Described as “a personification of teen love, melancholy & everything in between”, No Rome is the alias/”art project” of Manila-born Rome Gomez. Garnering international acclaim through the release of several tracks and EPs over the past few years has landed him a record deal with Dirty Hit, and RIP Indo Hisashi is his label debut. Here’s what we think.
For a rising star, Gomez has quite the back-catalogue under the moniker No Rome, and it’d only take a brief listen for you to realise that, regarding his influences, the word ‘eclectic’ wouldn’t do him justice. He’s already managed to woo critics and tastemakers with his deft ability to blend the dense, atmospheric sounds you might hear from your favourite shoegaze band with a clean, über contemporary brand of R&B. Perhaps this is why he was described as a personal “muse” by mentor/labelmate/housemate Matty Healy of The 1975. As a matter of fact, it comes with little surprise that the two see each other as kindred spirits- and not just in the musical sense.
The Information Age has blessed us in pushing forward a variety of mediums of expression, more so than ever, and nowadays musicians are seldom judged exclusively on the noises they make. This concept of an artist presenting oneself as a full package- meticulous in their ways of maintaining aesthetic consistency in not only their music, but also through visual art and internet presence- is something both Healy and Gomez share an astute understanding of, and probably explains the level of intrigue that surrounds the latter.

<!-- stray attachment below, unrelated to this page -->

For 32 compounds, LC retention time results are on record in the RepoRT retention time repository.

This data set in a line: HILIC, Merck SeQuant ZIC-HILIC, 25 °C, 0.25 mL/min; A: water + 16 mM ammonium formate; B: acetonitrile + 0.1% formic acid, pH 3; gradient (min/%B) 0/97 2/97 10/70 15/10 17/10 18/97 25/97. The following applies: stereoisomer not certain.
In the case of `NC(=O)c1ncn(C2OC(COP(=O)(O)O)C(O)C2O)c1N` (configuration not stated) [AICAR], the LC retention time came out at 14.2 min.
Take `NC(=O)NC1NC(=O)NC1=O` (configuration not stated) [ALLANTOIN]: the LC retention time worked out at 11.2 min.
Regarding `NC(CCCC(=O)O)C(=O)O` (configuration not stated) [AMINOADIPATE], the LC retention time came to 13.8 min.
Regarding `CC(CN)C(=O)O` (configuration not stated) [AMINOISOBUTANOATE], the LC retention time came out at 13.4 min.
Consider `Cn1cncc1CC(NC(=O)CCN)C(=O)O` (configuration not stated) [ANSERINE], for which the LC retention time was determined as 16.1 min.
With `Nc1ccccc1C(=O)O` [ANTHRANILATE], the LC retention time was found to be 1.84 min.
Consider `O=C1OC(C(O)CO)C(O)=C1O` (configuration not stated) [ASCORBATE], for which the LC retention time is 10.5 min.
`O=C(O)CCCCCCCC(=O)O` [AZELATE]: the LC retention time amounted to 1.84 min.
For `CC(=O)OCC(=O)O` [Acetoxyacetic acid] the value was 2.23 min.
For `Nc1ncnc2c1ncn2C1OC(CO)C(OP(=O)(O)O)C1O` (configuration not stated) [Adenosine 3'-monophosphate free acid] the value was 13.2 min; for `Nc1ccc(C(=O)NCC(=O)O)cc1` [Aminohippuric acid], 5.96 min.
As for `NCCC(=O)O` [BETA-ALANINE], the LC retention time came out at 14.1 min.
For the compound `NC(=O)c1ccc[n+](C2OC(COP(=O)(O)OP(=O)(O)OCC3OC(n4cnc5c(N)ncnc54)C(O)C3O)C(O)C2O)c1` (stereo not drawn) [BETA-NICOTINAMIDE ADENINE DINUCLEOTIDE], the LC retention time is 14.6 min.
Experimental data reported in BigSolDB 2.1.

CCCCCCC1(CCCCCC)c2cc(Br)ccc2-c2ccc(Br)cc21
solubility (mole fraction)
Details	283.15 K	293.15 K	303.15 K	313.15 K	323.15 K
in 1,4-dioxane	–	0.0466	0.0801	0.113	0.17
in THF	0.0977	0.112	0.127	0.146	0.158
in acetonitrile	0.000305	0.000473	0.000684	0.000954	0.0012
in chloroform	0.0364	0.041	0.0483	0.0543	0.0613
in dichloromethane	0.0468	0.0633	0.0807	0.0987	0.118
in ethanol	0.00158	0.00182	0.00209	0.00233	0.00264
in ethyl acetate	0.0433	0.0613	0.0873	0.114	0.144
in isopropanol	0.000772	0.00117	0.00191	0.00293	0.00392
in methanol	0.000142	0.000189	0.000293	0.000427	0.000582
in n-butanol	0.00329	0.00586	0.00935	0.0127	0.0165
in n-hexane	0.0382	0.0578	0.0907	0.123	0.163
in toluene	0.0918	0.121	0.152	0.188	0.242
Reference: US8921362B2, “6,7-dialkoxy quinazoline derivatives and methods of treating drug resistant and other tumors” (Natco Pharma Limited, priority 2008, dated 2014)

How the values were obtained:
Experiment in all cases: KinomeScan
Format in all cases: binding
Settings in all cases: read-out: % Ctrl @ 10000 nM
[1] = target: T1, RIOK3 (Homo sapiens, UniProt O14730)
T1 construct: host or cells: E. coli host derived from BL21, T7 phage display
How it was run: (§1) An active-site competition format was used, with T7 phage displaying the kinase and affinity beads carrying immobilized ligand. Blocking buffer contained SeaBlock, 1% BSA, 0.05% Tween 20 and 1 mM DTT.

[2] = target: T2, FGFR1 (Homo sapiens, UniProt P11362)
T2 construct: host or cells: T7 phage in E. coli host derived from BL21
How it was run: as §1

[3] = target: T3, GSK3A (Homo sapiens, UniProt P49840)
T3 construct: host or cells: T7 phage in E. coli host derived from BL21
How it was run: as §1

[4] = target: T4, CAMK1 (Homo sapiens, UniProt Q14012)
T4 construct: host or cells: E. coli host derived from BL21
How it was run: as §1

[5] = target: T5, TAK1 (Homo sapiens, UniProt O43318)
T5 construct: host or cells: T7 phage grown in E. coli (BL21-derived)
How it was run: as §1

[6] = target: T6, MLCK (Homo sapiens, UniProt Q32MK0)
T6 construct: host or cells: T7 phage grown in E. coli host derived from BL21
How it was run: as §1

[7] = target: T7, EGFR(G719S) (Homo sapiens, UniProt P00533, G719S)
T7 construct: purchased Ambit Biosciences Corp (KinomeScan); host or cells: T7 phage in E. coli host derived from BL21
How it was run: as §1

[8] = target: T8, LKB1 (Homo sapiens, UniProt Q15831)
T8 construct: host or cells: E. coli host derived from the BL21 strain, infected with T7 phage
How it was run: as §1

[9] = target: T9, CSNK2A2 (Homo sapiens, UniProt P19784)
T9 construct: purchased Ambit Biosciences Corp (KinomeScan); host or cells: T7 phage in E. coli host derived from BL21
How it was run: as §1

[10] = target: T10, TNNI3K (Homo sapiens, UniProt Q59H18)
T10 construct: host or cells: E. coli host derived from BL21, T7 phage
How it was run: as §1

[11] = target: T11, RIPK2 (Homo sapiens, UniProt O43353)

On his new EP, RIP Indo Hisashi, No Rome recruits both Healy and his fellow bandmate George Daniel, as his indulgently ambient style receives a pop injection. The opener, Do It Again, is a vibrant and vivacious banger, contrasting heavily with the following track Seventeen, a pensive slow jam through and through, laden with smooth guitar licks and arpeggiating synthesisers. Matty Healy even shows up on this project with a vocal appearance, providing the chorus for the groovy, futuristic bop Narcissist. Gomez’ natural knack for songwriting is impossible to deny here too, as each hook and vocal melody bind perfectly with the lush instrumentals.
Clocking in at only four songs long, RIP Indo Hisashi is a bite-sized, yet delightful portion of futuristic, R&B flavoured pop. Whilst the rather scant track listing may only leave you wanting more, I wouldn’t fill up too much, as this is only an appetiser, and I’d put all my money on you hearing from him again very soon.